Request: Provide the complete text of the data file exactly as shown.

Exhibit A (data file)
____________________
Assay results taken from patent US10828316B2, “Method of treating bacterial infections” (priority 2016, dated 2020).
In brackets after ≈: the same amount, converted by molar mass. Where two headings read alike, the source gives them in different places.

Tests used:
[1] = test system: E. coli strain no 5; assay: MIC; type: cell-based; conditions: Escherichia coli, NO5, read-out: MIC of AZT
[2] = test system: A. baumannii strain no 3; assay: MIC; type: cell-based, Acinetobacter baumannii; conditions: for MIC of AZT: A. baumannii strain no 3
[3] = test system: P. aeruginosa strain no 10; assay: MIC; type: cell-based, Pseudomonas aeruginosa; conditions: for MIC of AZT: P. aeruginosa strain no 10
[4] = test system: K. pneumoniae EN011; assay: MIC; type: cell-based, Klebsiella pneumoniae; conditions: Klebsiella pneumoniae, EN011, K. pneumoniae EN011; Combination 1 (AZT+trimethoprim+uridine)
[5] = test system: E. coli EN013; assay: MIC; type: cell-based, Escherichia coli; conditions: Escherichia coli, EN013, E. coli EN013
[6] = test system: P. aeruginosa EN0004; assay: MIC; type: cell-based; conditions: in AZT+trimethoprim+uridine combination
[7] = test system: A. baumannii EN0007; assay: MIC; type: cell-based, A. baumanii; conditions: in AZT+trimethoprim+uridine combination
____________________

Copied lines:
Assay results taken from patent US10828316B2, “Method of treating bacterial infections” (priority 2016, dated 2020).
In brackets after ≈: the same amount, converted by molar mass. Where two headings read alike, the source gives them in different places.

Tests used:
[1] = test system: E. coli strain no 5; assay: MIC; type: cell-based; conditions: Escherichia coli, NO5, read-out: MIC of AZT
[2] = test system: A. baumannii strain no 3; assay: MIC; type: cell-based, Acinetobacter baumannii; conditions: for MIC of AZT: A. baumannii strain no 3
[3] = test system: P. aeruginosa strain no 10; assay: MIC; type: cell-based, Pseudomonas aeruginosa; conditions: for MIC of AZT: P. aeruginosa strain no 10
[4] = test system: K. pneumoniae EN011; assay: MIC; type: cell-based, Klebsiella pneumoniae; conditions: Klebsiella pneumoniae, EN011, K. pneumoniae EN011; Combination 1 (AZT+trimethoprim+uridine)
[5] = test system: E. coli EN013; assay: MIC; type: cell-based, Escherichia coli; conditions: Escherichia coli, EN013, E. coli EN013
[6] = test system: P. aeruginosa EN0004; assay: MIC; type: cell-based; conditions: in AZT+trimethoprim+uridine combination
[7] = test system: A. baumannii EN0007; assay: MIC; type: cell-based, A. baumanii; conditions: in AZT+trimethoprim+uridine combination